Korean suppliers offer process tools, aim at China market


Paula Doe

Contributing Editor WaferNews

Asian giant China may be getting the lion’s share of attention as an up-and-coming semiconductor powerhouse, but relatively tiny neighbor Korea is quietly establishing itself as a potential provider of tools and materials, with a plethora of increasingly sophisticated toolmakers at home within the country’s borders.

Several of Korea’s growing equipment and materials firms (including Atto Co. and E.O. Technics, for example) are seriously eyeing the China market for new offices, plants, and expansions.

Besides the well-known joint ventures with US and Japanese companies, and the local Korean makers of test and assembly equipment, there are now a growing number of domestic companies moving upscale to more advanced materials and front end equipment, such as coater/developer and CVD systems. These are increasingly exporting their low-cost tools to the rest of Asia.

Samsung seems to have largely created this local industry, with its willingness to work with new young companies. Many Korean vendors interviewed by WaferNews said they developed their technology with Samsung, and some of their executives came from Samsung as well. “Samsung is the oldest company,” noted Wesley W. Min, COO of Dongbu Electronics. ” People there saw the opportunities earlier.”

One of the fastest growing local suppliers is Dongjin Semichem, whose electronic materials sales reached $58 million (W74 billion) last year, thanks to strong demand for its LCD materials like resists and strippers, which account for about 60% of revenues. But the company is also strong in resist strippers for semiconductors and is introducing CMP slurries and advanced semiconductor resists. “We expect 30% growth this year,” said Jae-Hyun Kim, Electronic Materials Division manager. “We were up 40% in the first half, but it will be less in the second half with the problems at Hynix.” He said major semiconductor companies in the US and Taiwan are evaluating its 193nm resist samples, based on technology licensed from Hynix and developed with that company. Now less than 10% of revenues come from exports, but the company is considering opening a plant in Taiwan in November. Kim says Samsung just qualified the company’s new pigmented photoresist for color filters for the displays for its personal digital assistants.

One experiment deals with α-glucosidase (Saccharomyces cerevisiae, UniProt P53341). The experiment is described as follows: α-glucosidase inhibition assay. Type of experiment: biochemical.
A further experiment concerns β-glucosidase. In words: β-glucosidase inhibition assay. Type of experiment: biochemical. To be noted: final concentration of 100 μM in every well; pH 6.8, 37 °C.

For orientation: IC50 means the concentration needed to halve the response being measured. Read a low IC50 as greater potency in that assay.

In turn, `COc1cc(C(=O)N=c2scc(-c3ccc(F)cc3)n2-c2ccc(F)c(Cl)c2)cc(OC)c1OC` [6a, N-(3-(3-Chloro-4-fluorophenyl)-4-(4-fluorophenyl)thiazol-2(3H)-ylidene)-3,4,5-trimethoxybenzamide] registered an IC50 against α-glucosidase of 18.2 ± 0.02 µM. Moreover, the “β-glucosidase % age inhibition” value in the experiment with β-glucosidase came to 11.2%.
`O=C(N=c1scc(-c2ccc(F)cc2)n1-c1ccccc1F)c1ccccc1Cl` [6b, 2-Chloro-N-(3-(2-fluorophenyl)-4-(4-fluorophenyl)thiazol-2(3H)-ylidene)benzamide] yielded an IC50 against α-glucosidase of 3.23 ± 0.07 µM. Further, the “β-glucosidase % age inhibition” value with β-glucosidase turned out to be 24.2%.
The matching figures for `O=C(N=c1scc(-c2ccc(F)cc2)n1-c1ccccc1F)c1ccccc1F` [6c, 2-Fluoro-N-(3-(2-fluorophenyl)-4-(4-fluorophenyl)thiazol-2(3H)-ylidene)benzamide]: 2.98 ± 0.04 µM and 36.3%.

Gas cabinet maker Atto Co., which says it dominates the Korean gas supply market with 75% share, is expanding into new fields with a new plasma cleaner for ball grid arrays and other advanced packaging applications, and next year plans to introduce a PE-CVD system, now in demonstration at Samsung for 0.14}mum devices. “We can control uniformity very well, by controlling the gap and the gas flow rate,” said new company President Sang Young Moon, a 23-year veteran of Samsung. Already a big exporter, Atto gets 75-80% of its $45 million (W50 billion) annual revenues from exports to SE Asia, and is looking eagerly at the China market. The company also has a new distributor in the US.